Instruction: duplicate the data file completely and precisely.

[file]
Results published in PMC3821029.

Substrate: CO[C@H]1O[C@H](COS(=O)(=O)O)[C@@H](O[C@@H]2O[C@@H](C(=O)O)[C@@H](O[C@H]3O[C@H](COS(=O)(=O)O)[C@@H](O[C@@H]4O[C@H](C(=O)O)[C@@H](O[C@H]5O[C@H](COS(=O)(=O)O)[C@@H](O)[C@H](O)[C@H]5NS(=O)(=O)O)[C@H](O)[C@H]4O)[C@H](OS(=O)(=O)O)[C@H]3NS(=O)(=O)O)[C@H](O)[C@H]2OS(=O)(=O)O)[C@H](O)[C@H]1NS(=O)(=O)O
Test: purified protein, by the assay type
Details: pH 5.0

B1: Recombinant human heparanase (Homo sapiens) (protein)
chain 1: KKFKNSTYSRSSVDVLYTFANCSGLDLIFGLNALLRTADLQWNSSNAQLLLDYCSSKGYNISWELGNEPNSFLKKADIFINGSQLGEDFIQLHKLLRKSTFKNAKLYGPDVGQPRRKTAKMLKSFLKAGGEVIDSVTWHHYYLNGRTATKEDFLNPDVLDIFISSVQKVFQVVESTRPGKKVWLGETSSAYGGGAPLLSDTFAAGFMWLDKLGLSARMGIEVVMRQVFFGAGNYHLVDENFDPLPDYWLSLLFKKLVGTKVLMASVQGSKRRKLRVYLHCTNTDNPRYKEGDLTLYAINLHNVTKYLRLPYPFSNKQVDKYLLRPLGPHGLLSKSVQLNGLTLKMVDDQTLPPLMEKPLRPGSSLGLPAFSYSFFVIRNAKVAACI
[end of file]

Results published in PMC3821029.

Substrate: CO[C@H]1O[C@H](COS(=O)(=O)O)[C@@H](O[C@@H]2O[C@@H](C(=O)O)[C@@H](O[C@H]3O[C@H](COS(=O)(=O)O)[C@@H](O[C@@H]4O[C@H](C(=O)O)[C@@H](O[C@H]5O[C@H](COS(=O)(=O)O)[C@@H](O)[C@H](O)[C@H]5NS(=O)(=O)O)[C@H](O)[C@H]4O)[C@H](OS(=O)(=O)O)[C@H]3NS(=O)(=O)O)[C@H](O)[C@H]2OS(=O)(=O)O)[C@H](O)[C@H]1NS(=O)(=O)O
Test: purified protein, by the assay type
Details: pH 5.0

B1: Recombinant human heparanase (Homo sapiens) (protein)
chain 1: KKFKNSTYSRSSVDVLYTFANCSGLDLIFGLNALLRTADLQWNSSNAQLLLDYCSSKGYNISWELGNEPNSFLKKADIFINGSQLGEDFIQLHKLLRKSTFKNAKLYGPDVGQPRRKTAKMLKSFLKAGGEVIDSVTWHHYYLNGRTATKEDFLNPDVLDIFISSVQKVFQVVESTRPGKKVWLGETSSAYGGGAPLLSDTFAAGFMWLDKLGLSARMGIEVVMRQVFFGAGNYHLVDENFDPLPDYWLSLLFKKLVGTKVLMASVQGSKRRKLRVYLHCTNTDNPRYKEGDLTLYAINLHNVTKYLRLPYPFSNKQVDKYLLRPLGPHGLLSKSVQLNGLTLKMVDDQTLPPLMEKPLRPGSSLGLPAFSYSFFVIRNAKVAACI